The former head of a hospice who allegedly used patients that weren’t terminally ill to collect millions of dollars in false Medicare and Medicaid billings was scheduled to plead guilty.
Former Horizons Hospice chief operating officer Mary Ann Stewart, 48, was indicted in Pittsburgh last year on one count of health care fraud and four counts of lying to a federal grand jury.
One of the grand jury counts was dismissed last year after a judge agreed with Stewart’s attorney that questions about whether her estranged husband stayed in hotels on the company’s dime weren’t specific enough. Stewart is still accused of three counts stemming from allegedly false or misleading answers about how her staff went about recruiting patients for the hospice, however.
Stewart’s attorney, Robert Goldman, didn’t respond to phone and email messages seeking comment in advance of Thursday afternoon’s change of plea hearing. Stewart has previously pleaded not guilty to the charges, but was scheduled to change that plea, according to online court records.
The indictment contends the alleged fraud cost the government unspecified millions of dollars from January 2008 through August 2012 at the facility in Monroeville, about 15 miles east of Pittsburgh. The indictment alleges she conspired with unnamed “others known to the grand jury,” but federal prosecutors have not said whether anyone else might be charged and have yet to file any additional charges.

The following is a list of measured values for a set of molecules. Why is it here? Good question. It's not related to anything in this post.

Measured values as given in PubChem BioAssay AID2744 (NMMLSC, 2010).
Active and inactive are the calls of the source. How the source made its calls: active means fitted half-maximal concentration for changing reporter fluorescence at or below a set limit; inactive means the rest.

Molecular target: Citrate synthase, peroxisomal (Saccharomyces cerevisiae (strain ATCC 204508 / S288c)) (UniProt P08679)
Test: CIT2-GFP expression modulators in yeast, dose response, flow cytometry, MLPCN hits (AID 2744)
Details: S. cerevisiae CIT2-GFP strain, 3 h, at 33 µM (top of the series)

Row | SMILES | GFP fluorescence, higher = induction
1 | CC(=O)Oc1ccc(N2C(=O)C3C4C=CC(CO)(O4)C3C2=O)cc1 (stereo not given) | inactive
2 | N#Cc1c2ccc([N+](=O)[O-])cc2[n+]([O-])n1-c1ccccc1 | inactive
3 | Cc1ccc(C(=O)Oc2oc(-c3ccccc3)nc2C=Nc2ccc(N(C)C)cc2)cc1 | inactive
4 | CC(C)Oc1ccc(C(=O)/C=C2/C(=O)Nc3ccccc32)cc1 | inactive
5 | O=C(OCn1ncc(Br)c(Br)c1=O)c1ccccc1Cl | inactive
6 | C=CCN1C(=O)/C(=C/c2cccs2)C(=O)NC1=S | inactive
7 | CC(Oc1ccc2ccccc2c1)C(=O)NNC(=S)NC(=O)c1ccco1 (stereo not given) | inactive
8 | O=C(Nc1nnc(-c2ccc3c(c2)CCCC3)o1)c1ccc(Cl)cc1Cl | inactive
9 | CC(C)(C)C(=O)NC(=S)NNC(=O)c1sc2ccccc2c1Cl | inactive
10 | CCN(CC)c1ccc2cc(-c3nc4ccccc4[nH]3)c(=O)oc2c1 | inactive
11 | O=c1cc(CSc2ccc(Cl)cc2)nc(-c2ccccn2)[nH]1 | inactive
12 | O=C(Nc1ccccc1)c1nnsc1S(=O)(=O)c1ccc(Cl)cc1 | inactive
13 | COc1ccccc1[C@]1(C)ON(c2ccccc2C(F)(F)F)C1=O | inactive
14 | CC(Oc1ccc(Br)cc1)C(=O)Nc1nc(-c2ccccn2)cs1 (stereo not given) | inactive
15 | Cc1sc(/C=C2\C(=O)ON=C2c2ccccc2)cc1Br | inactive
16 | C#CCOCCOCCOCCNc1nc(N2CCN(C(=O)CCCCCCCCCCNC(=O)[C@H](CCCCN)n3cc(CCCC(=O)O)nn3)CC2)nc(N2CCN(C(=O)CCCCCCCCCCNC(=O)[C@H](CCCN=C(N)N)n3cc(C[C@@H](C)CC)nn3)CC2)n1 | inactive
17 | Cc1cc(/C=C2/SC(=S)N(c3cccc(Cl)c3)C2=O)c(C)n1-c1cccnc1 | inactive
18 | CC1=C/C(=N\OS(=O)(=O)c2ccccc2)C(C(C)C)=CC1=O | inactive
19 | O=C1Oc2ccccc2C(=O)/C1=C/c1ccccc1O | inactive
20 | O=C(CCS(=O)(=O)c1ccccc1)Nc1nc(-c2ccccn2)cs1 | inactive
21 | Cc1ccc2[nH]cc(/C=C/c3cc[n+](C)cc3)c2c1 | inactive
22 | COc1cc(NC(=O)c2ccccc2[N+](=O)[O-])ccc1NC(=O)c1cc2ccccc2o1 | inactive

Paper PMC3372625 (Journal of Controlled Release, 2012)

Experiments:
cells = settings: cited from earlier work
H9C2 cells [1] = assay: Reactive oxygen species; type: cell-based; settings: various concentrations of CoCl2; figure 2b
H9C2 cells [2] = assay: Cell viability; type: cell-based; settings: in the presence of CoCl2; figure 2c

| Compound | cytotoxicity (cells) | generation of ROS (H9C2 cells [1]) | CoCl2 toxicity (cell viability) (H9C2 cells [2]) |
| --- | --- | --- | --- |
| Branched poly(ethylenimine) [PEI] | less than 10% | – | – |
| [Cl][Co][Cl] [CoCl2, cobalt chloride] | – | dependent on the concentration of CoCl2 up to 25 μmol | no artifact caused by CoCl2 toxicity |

Stewart had her staff admit patients who weren’t terminally ill to the hospice, so she could bill the government insurance programs for end-of-life medical services, the indictment said. Such treatment often includes pain medications and management.
Stewart was scheduled to stand trial in November and again in March after her case was reassigned to U.S. District Judge Terrence McVerry after disputes over the previous judge’s pretrial rulings.
The charges against Stewart are not the first brought against an executive at the hospice.
Dr. Oliver Herndon, 44, pleaded guilty in November 2014 to submitting claims for Horizons Hospice patients who weren’t terminally ill or for services not provided.
Herndon was sentenced to 33 months in federal prison in July. That sentence is running concurrent to an 11-year federal prison sentence for supplying patients at his separate practice with so many illegal painkillers that his arrest in 2011 caused the street price of the pills to double.
In that case, Herndon acknowledged overprescribing drugs — mostly the painkillers oxycodone and oxymorphone — without a legitimate medical purpose and with health care fraud relating to his private practice.